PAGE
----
Recent epidemiological data have indicated that the ambient concentration of the inhalable fraction of atmospheric particles (PM10) is associated with respiratory and cardiovascular morbidity and mortality. These effects may be related to particle induced inflammatory reactions in the airways, but little actual information is available about the deposition and retention of ambient particles in human airways, particularly in the very small airways. To examine this question, we isolated portions of large airways, large airway carinas, and small airways between the mainstem bronchus and the respiratory bronchioles (RB) from the autopsy lungs of seven never-smokers from the general population, and determined mineral content by analytical electron microscopy. Overall, RB at generations 11,12, and 13 showed consistently high particle concentrations, averaging 25 to 100 times the particle concentration in the mainstem bronchus, but roughly similar elevated concentrations were also seen in the carinas of airway generations 4 and 5. Mean aerodynamic particle sizes by site ranged between 0.30 and 0.60μoxm, with slightly larger particles in the RB. Crystalline silica was the predominant mineral species in all sites. Ultrafine particles were present in all sites but constituted less than 15% of the total number of particles in any location. Ultrafine particles were largely individual particles of metals and crystalline silica, and no aggregated carbonaceous or noncarbonaceous ultrafine particles were identified. More than 90% of the particles in every site had aerodynamic diameters less than 2.5μoxm. We conclude that the RB and the carinas of generations 4 and 5 in the normal human lung show very high and roughly equal concentrations of inhaled ambient particles, suggesting that these two anatomic compartments are potential sites of particle toxicity. All portions of the airways effectively retain PM2.5. Ultrafine particles are retained throughout the airways and also show concentration peaks in the large airway carinas and RB. Copyright © 1999 John Wiley & Sons, Ltd.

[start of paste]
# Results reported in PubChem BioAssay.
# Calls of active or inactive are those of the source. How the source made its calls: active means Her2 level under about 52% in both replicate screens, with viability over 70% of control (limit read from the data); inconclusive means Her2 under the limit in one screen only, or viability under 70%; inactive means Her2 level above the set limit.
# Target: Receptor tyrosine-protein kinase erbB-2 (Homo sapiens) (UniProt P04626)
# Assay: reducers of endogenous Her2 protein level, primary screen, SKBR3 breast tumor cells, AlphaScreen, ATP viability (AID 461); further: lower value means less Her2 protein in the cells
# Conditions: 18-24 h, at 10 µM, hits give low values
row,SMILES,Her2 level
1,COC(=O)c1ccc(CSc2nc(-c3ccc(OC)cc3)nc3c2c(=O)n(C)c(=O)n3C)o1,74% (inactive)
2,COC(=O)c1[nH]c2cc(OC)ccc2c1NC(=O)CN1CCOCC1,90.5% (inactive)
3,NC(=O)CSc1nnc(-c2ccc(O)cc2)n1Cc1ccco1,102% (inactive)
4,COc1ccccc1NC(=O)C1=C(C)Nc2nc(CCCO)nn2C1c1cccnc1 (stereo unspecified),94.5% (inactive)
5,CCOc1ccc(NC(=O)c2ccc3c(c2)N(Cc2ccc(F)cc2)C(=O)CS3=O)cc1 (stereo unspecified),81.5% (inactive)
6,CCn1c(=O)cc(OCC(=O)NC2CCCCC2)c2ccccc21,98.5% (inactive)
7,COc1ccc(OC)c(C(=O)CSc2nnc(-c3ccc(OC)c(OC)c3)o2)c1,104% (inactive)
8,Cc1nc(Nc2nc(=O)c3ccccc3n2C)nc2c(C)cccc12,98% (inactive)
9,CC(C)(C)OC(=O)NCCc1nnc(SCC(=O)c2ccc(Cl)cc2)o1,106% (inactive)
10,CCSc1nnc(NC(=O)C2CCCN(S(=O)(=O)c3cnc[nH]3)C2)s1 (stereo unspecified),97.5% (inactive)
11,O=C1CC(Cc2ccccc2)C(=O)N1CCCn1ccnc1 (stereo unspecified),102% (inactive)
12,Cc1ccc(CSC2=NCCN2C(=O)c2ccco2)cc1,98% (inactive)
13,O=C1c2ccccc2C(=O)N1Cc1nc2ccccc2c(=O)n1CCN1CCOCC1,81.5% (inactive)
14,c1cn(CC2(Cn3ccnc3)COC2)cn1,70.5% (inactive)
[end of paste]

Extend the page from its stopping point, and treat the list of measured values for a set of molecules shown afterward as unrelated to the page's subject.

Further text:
Article
Allyl isothiocyanate (AITC) has been used as a food additive for paste-type wasabi (Japanese horseradish) and karashi (Japanese mustard) almost only in Japan, even though it has been reported to be carcinogenic and mutagenic. In the present paper, the capacities for DNA damage and the intracellular generation of reactive oxygen species (ROS) by AITC were examined by a ‘rec-lac assay’ and a ‘kat-sod assay’ by using E. coli mutants lacking DNA repair capacities and ROS scavenging enzymes, respectively. Both assays were developed by Nishioka et al. and consist of a streak test, a survival test and a β-galactosidase test. The results show strong DNA damaging capacity, and intracellular generation of ROS by AITC. These results indicate the possibility that intracellular ROS performs some role in DNA damage in bacterial cells treated with AITC. Copyright © 1999 John Wiley & Sons, Ltd.